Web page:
There are many companies that provide security products and services for IT and OT environments. Needless to say, selecting the right vendor is key to the success of cybersecurity implementation across the organization. To help you make the ideal choice, here are some questions you might want to consider when evaluating the security vendor options for your organization.
- Does the vendor understand IT and OT risk assessment and management?
- Does the vendor have security and threat experts from the IT, OT and cloud environments?
- Is the vendor willing to bring in experts where necessary to address specific issues such as ICS?
- Does the vendor use proven technologies that can work in the IT, OT and cloud environments?
- Does the vendor have the technologies to deal with threats across the environment?
- Is the vendor willing to modify and adapt the technologies to deal with evolving threats and challenges in the new converged environment?
- Does the vendor have a proven history of working and developing new technologies to deal with the evolving technology landscape?
- Is the vendor willing to help you go through your digital transformation process?
- Is the vendor going to be around for the next five to 10 years?
Choosing the right vendor is vital to the enforcement of cybersecurity within the enterprise. In doing so, however, organizations need to bear in mind that in the long haul, security is more than just a product — it’s a process. It’s therefore important for organizations to select a security vendor that has a comprehensive understanding of the ins and outs of cybersecurity as it applies to IT/OT convergence as well as the technologies necessary to address the challenges created by the rise of IoT and IIoT, as these applications are generally built with and therefore inherit the lack of security of existing ICS devices. Existing IIoT networks are being augmented with existing ICS devices (without adequate security) to bring in additional data needed for big data analytics. Interconnected devices currently use custom protocols or gateways to get to universal protocols such as OPC Unified Architecture. Unfortunately, the custom protocols or gateways are often developed without sufficient security considerations.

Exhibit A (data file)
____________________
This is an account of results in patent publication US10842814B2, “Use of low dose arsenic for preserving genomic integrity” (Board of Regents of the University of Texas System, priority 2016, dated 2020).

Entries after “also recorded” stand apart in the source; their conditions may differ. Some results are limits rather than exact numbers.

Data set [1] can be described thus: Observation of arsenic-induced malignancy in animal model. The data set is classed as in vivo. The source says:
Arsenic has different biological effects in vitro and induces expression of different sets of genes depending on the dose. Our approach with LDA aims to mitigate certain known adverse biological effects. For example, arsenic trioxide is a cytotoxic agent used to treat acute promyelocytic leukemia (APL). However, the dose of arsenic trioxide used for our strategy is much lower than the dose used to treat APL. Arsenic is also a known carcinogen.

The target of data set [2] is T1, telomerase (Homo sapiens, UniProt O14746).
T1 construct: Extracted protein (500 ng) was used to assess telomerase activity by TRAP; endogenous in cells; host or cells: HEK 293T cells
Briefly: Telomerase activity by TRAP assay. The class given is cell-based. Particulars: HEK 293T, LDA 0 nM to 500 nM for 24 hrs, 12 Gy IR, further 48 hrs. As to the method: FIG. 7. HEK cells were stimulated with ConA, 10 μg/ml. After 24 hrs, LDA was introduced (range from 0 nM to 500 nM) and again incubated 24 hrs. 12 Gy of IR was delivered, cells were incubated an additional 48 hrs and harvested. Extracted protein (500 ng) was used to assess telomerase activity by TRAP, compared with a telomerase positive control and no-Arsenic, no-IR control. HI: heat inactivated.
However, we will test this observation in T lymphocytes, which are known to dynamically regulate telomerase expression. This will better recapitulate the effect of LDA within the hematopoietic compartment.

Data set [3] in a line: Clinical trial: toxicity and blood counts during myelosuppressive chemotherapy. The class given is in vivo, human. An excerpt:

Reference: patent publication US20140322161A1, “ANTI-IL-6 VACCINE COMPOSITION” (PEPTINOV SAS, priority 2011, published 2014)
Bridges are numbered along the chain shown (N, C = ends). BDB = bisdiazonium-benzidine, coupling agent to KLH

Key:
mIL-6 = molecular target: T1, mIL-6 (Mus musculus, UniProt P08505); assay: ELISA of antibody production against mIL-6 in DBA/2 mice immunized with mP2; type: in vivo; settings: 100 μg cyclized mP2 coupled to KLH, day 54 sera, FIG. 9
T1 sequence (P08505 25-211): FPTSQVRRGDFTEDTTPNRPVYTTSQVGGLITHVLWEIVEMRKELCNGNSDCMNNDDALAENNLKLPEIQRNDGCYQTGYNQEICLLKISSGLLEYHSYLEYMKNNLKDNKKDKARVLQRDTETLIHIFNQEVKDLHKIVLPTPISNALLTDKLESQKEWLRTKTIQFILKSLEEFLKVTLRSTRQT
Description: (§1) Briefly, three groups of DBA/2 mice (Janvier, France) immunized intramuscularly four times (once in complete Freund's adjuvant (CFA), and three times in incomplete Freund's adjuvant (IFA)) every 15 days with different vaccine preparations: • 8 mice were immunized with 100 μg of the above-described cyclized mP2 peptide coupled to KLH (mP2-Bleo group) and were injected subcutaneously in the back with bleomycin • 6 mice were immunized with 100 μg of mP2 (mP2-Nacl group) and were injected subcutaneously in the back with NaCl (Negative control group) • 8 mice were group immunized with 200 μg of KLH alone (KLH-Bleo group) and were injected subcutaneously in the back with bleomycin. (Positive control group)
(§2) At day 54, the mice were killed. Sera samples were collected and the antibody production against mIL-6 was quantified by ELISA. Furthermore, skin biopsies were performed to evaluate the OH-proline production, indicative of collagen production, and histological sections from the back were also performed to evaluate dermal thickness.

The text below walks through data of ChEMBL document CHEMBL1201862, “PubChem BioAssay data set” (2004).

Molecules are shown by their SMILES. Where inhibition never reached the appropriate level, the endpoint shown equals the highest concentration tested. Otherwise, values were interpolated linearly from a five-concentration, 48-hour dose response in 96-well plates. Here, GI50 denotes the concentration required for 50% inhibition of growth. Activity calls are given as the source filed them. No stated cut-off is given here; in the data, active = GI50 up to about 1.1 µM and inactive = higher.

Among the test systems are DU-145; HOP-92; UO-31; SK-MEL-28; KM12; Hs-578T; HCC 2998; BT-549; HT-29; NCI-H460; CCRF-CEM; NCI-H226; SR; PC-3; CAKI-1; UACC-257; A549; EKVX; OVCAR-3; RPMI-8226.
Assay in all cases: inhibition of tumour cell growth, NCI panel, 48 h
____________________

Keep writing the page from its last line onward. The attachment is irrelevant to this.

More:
One of the key selling points of IIoT is reachability: integration between the machines and the humans who run them. Hence, new entry points will need to be introduced into the reference model to achieve increased connectivity objectives. These new capabilities introduce cybersecurity considerations that will need to be addressed.
To learn more about IT/OT Convergence and Cybersecurity, Security Challenges for IIoT, Cybersecurity Framework and Technologies to Consider, download this free whitepaper.
Richard Ku has over 23+ years of hands-on experience working in the hi-tech and security industry in a number of leading roles, as individual contributor and management. Currently served as Sr. Vice President of Product and Services Management for Trend Micro Enterprise and Small Business Foundation Security Product and Services.
Joe Weiss, PE, CISM, CRISC, ISA Fellow, IEEE Senior Member, MD ISA99, is an industry expert on control systems and electronic security of control systems, with more than 40 years of experience in the energy industry. Mr. Weiss spent more than 14 years at the Electric Power Research Institute (EPRI) where he led a variety of programs including the Nuclear Plant Instrumentation and Diagnostics Program, the Fossil Plant Instrumentation & Controls Program, the Y2K Embedded Systems Program and, the cyber security for digital control systems.